Lying in Two Dimensions and Moral Spillovers
Franziska Heinicke and
MPRA Paper from University Library of Munich, Germany
The expanding literature on lying has exclusively considered lying behavior within a one-dimensional context. While this has been an important first step, many real-world contexts involve the possibility of simultaneously lying in more than one dimension (e.g., reporting one’s income and expenses in a tax declaration). In this paper, we experimentally investigate individual lying behavior in both one- and two-dimensional contexts to understand whether the multi-dimensionality of a decision affects lying behavior. In the one-dimensional treatment, participants are asked to roll two dice in one hand and to report the sum of both dice. In the two-dimensional treatment, participants are asked to roll two dice at the same time, but one in each hand, and to report the two dice separately. Our paper provides the first evidence regarding lying behavior in a multi-dimensional context. Using a two-dimensional die-roll task, we show that participants lie partially between dimensions, which results in greater overreporting of the lower outcome die. These findings suggest a thought-provoking policy to tackle the infamous societal challenge of tax fraud: Tax report checks should focus on the item(s) for which a taxpayer profile hints at higher self-benefits in case of misreporting.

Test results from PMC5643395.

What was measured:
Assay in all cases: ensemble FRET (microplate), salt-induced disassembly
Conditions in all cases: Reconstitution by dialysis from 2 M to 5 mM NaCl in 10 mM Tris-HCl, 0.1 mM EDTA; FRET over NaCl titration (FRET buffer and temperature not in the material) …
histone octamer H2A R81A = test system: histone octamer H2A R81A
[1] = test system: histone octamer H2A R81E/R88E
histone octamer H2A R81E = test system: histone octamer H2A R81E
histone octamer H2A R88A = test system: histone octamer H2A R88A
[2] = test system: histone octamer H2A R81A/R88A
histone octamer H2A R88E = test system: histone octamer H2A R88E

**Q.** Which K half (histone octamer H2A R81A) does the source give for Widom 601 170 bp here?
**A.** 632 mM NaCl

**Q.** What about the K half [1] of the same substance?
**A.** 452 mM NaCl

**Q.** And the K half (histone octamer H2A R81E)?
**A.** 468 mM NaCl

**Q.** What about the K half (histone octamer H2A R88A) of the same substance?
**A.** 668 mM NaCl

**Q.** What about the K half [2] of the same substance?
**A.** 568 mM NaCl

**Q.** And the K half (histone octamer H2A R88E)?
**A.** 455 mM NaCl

Keywords: lying; honesty; morals; multidimensional; lab experiment; lab-in-the-field experiment (search for similar items in EconPapers)
JEL-codes: C91 C93 D82 H26 (search for similar items in EconPapers)
New Economics Papers: this item is included in nep-cbe and nep-exp
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Persistent link: https://EconPapers.repec.org/RePEc:pra:mprapa:96640
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